It's an event that is buttressed and nurtured by the flawed, closed and unimaginative thinking of a bunch of old white men still yearning for the days of Cary Grant and Greta Garbo. Remember that last year "Selma" not a substandard movie but a very well packaged and powerful film with a powerful message was knocked out of contention by "American Sniper" a movie about senseless killing. And it's that strong underpinning of racism that makes me want to regurgitate.

For those of you not looking "Selma" was directed by a young Black woman, Ava DuVernay, while "American Sniper" was directed by an old popular Hollywood mainstay Clint Eastwood -- an old white guy. And for all the defensive clap-trap by the Academy's president, African-American Cheryl Boone Isaccs, that the nominating committee does not have "a problem with diversity" their decisions speak volumes to the contrary. The blunt conclusion is that they bloody well do.

Let's see if I can put this in very, simple layman's terms: When America is changing demographically and racially, when white America is not 94 percent of the population and when your decisions based on the foregoing does not reflect these deep and sustained changes, when you conveniently ignore the realities of today, then you're BOTH out of touch and inherently racist - period.

Still, Chris Rock, the host in 2016 awards, put it raw and right some time ago. This is what he said: "It's a white industry. Just as the NBA is a black industry. I'm not even saying it's a bad thing. It just is." That I agree with that but it's also an industry where diversity and inclusion lags behind American society at every turn. The sad thing is that for all Black folks "cussin and fussin" they're still going to watch it. Black people love to see the spectacle, the red carpet ceremony, the $10,000 dresses and tuxedoed men. It makes them feel good. Its escapism at its very best. It's a show that demonstrates the affluence and over-indulgence of the spoiled, arrogant and puffed up denizens of the 1%. We mere mortals could only look on from afar and gawk. In 2015 43 million people watched the Academy Awards spectacular across 200 countries.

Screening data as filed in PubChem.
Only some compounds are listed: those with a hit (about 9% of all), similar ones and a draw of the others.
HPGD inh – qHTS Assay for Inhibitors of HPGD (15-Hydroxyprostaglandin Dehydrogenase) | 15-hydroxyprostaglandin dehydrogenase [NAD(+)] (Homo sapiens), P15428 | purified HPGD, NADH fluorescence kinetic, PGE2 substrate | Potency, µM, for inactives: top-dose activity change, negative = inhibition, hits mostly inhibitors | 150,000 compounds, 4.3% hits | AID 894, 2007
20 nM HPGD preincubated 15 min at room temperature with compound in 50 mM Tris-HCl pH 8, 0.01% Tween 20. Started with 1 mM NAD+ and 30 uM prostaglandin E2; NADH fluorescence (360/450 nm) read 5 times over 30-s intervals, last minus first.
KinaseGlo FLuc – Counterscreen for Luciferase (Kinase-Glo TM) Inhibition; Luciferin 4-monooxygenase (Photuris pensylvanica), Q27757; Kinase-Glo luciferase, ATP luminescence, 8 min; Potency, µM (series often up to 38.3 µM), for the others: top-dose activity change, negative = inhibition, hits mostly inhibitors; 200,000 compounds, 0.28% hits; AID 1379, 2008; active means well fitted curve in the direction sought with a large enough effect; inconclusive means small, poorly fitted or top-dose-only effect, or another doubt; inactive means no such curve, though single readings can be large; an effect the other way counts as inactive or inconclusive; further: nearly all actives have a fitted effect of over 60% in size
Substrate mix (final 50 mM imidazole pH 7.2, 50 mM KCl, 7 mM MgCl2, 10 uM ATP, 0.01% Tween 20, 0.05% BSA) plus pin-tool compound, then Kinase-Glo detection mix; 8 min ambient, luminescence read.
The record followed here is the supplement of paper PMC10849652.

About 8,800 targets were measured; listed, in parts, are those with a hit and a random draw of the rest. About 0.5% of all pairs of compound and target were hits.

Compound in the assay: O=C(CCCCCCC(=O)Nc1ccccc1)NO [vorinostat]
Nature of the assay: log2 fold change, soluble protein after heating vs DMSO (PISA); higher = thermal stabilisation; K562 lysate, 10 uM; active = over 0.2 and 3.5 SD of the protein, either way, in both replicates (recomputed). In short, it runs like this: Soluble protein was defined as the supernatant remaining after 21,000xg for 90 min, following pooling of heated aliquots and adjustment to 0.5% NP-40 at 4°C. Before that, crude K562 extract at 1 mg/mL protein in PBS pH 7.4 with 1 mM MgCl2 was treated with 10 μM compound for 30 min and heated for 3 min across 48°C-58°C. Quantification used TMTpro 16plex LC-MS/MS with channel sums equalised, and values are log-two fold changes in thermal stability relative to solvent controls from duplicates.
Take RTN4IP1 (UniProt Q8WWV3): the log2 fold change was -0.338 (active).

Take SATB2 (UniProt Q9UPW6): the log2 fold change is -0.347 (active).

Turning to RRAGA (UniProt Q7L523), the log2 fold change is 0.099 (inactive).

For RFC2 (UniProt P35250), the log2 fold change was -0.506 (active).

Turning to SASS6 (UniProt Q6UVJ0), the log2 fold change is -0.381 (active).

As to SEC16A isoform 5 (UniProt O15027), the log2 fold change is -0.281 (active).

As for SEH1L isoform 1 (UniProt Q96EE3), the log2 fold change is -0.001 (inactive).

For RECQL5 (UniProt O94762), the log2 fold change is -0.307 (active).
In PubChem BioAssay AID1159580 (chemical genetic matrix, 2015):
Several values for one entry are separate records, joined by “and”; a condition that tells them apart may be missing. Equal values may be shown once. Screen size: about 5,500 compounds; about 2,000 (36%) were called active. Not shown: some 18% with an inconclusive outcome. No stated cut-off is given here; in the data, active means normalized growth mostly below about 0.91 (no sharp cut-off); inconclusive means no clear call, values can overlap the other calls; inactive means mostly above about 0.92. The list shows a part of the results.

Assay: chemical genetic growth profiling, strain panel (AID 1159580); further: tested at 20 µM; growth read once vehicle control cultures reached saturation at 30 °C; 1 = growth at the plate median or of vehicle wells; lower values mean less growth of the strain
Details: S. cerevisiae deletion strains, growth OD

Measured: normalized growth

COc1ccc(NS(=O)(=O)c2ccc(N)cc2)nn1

So it is with this invitation only club. You just can't apply for membership. You have to be sponsored by two active members and then screened by a Board of Directors that has the final say. Now you know that old Clint Eastwood types are not going to invite and nominate a guy like Chis Rock. And even if he did you can bet you last dollar that the Board of Directors (all white) will just say no. That's why of the 7,000 strong membership only 3% is Black or put another way that's just about 210 people who can't do jack to get a Black or Hispanic nominated -- they just don't have the numbers.

Anyone can guess why Blacks are only 3%?

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MICHAEL DERK ROBERTS Small Business Consultant, Editor, and Social Media & Communications Expert, New York Over the past 20 years I've been a top SMALL BUSINESS CONSULTANT and POLITICAL CAMPAIGN STRATEGIST in Brooklyn, New York, running (more...)